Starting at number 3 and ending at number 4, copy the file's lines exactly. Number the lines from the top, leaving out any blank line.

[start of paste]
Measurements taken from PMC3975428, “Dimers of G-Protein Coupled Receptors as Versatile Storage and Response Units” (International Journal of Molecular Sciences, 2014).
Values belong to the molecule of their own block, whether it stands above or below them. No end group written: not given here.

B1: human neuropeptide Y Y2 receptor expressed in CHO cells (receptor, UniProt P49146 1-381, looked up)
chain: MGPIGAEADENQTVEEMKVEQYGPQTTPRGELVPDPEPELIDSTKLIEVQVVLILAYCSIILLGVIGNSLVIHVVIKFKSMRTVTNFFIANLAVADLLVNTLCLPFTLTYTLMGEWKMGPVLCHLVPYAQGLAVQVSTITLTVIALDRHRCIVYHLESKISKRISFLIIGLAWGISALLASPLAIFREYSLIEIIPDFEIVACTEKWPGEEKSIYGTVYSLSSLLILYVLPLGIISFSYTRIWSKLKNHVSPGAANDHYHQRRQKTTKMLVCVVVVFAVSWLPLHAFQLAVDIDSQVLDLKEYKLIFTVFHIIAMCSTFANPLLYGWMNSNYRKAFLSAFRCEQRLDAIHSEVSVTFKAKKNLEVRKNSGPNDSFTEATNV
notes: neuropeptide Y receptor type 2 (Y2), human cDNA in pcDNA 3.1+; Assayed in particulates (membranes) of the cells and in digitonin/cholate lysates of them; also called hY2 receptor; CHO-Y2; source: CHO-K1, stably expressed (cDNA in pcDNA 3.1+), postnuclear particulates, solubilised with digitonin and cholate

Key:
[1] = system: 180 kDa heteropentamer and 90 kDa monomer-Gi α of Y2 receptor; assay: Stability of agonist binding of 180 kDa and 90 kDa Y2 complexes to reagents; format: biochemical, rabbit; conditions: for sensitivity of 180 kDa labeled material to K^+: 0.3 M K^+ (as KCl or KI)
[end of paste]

B1: human neuropeptide Y Y2 receptor expressed in CHO cells (receptor, UniProt P49146 1-381, looked up)
chain: MGPIGAEADENQTVEEMKVEQYGPQTTPRGELVPDPEPELIDSTKLIEVQVVLILAYCSIILLGVIGNSLVIHVVIKFKSMRTVTNFFIANLAVADLLVNTLCLPFTLTYTLMGEWKMGPVLCHLVPYAQGLAVQVSTITLTVIALDRHRCIVYHLESKISKRISFLIIGLAWGISALLASPLAIFREYSLIEIIPDFEIVACTEKWPGEEKSIYGTVYSLSSLLILYVLPLGIISFSYTRIWSKLKNHVSPGAANDHYHQRRQKTTKMLVCVVVVFAVSWLPLHAFQLAVDIDSQVLDLKEYKLIFTVFHIIAMCSTFANPLLYGWMNSNYRKAFLSAFRCEQRLDAIHSEVSVTFKAKKNLEVRKNSGPNDSFTEATNV